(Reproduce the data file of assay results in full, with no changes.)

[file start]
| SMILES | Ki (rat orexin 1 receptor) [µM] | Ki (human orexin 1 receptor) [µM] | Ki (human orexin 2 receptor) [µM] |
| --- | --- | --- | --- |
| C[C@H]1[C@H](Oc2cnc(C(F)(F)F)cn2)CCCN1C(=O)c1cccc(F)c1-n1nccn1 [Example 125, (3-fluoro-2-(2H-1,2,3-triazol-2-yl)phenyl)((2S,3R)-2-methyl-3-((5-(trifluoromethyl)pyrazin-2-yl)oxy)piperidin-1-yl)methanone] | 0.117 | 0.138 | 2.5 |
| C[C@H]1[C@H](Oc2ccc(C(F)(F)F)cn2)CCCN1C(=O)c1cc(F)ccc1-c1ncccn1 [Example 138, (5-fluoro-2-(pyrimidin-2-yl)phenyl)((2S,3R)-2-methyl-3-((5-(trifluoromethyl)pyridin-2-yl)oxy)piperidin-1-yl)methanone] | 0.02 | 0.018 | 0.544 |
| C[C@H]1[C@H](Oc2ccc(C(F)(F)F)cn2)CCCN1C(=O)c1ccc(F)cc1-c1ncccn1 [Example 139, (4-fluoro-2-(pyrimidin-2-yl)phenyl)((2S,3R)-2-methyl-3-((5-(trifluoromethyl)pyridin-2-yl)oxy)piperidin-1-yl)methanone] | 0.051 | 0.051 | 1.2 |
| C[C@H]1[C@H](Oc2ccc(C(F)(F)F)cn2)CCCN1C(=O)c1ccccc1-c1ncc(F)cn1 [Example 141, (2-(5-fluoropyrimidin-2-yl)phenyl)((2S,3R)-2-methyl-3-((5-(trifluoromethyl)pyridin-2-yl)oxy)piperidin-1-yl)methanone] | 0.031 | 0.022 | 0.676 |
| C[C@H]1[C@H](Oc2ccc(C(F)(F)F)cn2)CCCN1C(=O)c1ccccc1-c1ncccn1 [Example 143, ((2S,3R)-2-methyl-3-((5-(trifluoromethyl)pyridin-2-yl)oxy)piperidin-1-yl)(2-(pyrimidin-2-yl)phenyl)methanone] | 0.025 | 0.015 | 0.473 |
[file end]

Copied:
| SMILES | Ki (rat orexin 1 receptor) [µM] | Ki (human orexin 1 receptor) [µM] | Ki (human orexin 2 receptor) [µM] |
| --- | --- | --- | --- |
| C[C@H]1[C@H](Oc2cnc(C(F)(F)F)cn2)CCCN1C(=O)c1cccc(F)c1-n1nccn1 [Example 125, (3-fluoro-2-(2H-1,2,3-triazol-2-yl)phenyl)((2S,3R)-2-methyl-3-((5-(trifluoromethyl)pyrazin-2-yl)oxy)piperidin-1-yl)methanone] | 0.117 | 0.138 | 2.5 |
| C[C@H]1[C@H](Oc2ccc(C(F)(F)F)cn2)CCCN1C(=O)c1cc(F)ccc1-c1ncccn1 [Example 138, (5-fluoro-2-(pyrimidin-2-yl)phenyl)((2S,3R)-2-methyl-3-((5-(trifluoromethyl)pyridin-2-yl)oxy)piperidin-1-yl)methanone] | 0.02 | 0.018 | 0.544 |
| C[C@H]1[C@H](Oc2ccc(C(F)(F)F)cn2)CCCN1C(=O)c1ccc(F)cc1-c1ncccn1 [Example 139, (4-fluoro-2-(pyrimidin-2-yl)phenyl)((2S,3R)-2-methyl-3-((5-(trifluoromethyl)pyridin-2-yl)oxy)piperidin-1-yl)methanone] | 0.051 | 0.051 | 1.2 |
| C[C@H]1[C@H](Oc2ccc(C(F)(F)F)cn2)CCCN1C(=O)c1ccccc1-c1ncc(F)cn1 [Example 141, (2-(5-fluoropyrimidin-2-yl)phenyl)((2S,3R)-2-methyl-3-((5-(trifluoromethyl)pyridin-2-yl)oxy)piperidin-1-yl)methanone] | 0.031 | 0.022 | 0.676 |
| C[C@H]1[C@H](Oc2ccc(C(F)(F)F)cn2)CCCN1C(=O)c1ccccc1-c1ncccn1 [Example 143, ((2S,3R)-2-methyl-3-((5-(trifluoromethyl)pyridin-2-yl)oxy)piperidin-1-yl)(2-(pyrimidin-2-yl)phenyl)methanone] | 0.025 | 0.015 | 0.473 |